Although most of the anticipation concerning what newspapers would do on the iPad has centered on the Times, other papers such as USA Today and the WSJ now have iPad apps ready to go, as do at least two European papers.
The app from Le Monde will set you back 99 cents, and while I can read a little French and I wouldn't trust my translations, it appears that there will be a cost for content access over and above the cost of the app (I think you get that day's paper as part of the app cost). Though clearly the French newspaper is targeting a local audience, they have decided to be there on Day One -- good for them. As you can see here, the layouts give you a newspaper-like look, while also allowing you to look at individual stories. There appears to be a video page, though the screenshots are not clear on this so I did not include it here.
The Italian newspaper Il Messaggero also has gotten their iPad app approved and in the iTunes store, though honestly I don't know why they bothered. The app is little more than an RSS reader and looks far more appropriate for the iPhone than the iPad. As it didn't look like much effort was made in developing the app, I didn't think screenshots were appropriate.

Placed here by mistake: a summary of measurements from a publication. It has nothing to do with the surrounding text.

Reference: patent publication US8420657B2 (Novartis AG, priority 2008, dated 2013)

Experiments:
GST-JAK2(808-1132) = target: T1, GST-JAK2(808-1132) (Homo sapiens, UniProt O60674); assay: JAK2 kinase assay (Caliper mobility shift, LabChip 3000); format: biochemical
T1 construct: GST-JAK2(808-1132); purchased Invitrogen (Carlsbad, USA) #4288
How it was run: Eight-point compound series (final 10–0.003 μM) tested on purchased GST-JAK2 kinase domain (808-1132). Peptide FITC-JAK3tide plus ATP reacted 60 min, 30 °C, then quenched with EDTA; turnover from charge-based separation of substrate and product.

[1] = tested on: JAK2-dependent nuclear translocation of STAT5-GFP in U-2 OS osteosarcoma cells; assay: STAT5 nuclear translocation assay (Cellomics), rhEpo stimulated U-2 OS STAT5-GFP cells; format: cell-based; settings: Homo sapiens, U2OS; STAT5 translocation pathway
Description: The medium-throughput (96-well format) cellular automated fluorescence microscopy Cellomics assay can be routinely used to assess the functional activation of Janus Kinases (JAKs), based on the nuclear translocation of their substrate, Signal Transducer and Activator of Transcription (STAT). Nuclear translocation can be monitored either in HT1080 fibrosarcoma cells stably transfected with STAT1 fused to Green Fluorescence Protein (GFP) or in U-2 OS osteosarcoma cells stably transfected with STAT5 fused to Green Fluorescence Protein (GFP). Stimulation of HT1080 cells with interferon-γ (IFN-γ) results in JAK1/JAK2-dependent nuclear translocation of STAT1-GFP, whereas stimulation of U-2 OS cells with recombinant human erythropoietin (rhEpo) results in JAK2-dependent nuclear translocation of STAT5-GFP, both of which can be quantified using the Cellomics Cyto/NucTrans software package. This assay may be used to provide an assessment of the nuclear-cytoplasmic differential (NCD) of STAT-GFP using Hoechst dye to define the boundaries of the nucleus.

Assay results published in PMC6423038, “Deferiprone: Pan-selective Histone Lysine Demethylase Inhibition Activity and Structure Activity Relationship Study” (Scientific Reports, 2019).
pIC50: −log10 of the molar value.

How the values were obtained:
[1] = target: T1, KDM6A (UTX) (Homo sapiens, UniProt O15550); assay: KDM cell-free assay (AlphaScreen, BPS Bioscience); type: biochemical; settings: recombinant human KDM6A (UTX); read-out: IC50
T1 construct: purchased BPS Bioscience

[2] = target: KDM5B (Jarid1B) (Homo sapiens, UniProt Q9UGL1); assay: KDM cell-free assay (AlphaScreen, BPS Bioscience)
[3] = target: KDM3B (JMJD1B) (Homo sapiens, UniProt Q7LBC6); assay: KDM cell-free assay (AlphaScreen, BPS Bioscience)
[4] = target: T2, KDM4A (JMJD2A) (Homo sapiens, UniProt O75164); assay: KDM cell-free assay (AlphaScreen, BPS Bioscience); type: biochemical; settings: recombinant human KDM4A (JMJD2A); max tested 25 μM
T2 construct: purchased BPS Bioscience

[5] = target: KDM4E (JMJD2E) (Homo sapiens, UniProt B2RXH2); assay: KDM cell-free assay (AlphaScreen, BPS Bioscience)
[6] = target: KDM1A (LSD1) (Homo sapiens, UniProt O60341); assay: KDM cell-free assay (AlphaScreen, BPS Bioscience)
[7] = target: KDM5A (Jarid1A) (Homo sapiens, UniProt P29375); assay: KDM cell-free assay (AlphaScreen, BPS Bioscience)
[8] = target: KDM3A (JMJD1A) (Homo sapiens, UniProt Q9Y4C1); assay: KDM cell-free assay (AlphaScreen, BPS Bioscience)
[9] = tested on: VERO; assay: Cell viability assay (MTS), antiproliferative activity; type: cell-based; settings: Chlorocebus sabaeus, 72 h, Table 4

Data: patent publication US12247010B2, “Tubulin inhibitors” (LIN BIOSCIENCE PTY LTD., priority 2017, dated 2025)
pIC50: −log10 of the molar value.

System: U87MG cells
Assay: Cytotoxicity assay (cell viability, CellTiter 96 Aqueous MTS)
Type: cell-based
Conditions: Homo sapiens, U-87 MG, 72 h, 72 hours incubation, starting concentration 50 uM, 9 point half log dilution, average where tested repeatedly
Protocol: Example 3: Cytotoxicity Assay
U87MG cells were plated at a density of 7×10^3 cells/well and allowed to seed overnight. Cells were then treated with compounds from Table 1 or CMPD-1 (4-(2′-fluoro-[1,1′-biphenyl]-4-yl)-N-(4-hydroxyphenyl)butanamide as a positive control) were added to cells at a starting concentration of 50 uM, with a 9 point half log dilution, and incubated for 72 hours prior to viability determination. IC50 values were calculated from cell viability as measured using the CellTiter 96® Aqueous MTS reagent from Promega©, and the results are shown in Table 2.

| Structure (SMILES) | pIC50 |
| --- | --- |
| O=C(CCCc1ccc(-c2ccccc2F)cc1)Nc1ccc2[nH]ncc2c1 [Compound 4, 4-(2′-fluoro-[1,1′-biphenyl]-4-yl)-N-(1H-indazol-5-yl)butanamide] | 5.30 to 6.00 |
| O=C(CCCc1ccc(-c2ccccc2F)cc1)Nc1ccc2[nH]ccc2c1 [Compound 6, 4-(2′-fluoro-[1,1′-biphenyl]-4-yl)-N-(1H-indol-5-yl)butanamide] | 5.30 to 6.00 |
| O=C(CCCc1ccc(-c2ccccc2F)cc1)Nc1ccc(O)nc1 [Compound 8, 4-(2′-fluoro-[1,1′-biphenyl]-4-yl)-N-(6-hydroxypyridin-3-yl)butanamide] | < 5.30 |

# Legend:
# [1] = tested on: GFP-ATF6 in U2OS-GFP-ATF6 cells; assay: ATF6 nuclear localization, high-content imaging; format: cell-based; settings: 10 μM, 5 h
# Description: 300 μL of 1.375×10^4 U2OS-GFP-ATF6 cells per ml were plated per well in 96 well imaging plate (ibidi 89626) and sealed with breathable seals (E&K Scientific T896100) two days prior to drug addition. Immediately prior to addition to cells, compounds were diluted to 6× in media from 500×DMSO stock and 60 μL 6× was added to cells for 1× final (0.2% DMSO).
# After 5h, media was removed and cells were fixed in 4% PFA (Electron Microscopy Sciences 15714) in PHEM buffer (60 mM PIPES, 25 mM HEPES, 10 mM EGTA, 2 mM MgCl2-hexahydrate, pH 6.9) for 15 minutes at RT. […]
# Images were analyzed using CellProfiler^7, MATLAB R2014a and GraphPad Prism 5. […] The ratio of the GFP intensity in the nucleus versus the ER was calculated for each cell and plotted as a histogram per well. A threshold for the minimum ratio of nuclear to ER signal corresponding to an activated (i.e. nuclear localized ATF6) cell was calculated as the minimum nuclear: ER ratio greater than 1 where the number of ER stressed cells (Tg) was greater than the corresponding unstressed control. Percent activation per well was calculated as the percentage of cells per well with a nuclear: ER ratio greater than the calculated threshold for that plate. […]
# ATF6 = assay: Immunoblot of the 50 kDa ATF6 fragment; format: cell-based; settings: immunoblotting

I think that will be it for today. There is not much else to accomplish without an actual iPad in my hands. I see, however, that this has not stopped some from already giving us their opinions. Amazing how easy it is to pass judgement when one is completely ignorant on the subject -- things are always black and while, only facts creates shades of gray. If you enjoy negativism, and you're interested in media news, I think you know where to go.
But I will remind those who are 100% sure about the success or failure of either the iPad, or media's efforts to create a market for tablet publishing, that it took the iPhone about six months following the launch of the app store to begin to transform the iPhone from an innovative cell phone into a media consumption device. While the iPad will be used as a reader starting tomorrow, I suspect we will need at least six more months before art directors and developers begin creating original content, and ways to display that content, for the iPad to show (or not show) its potential.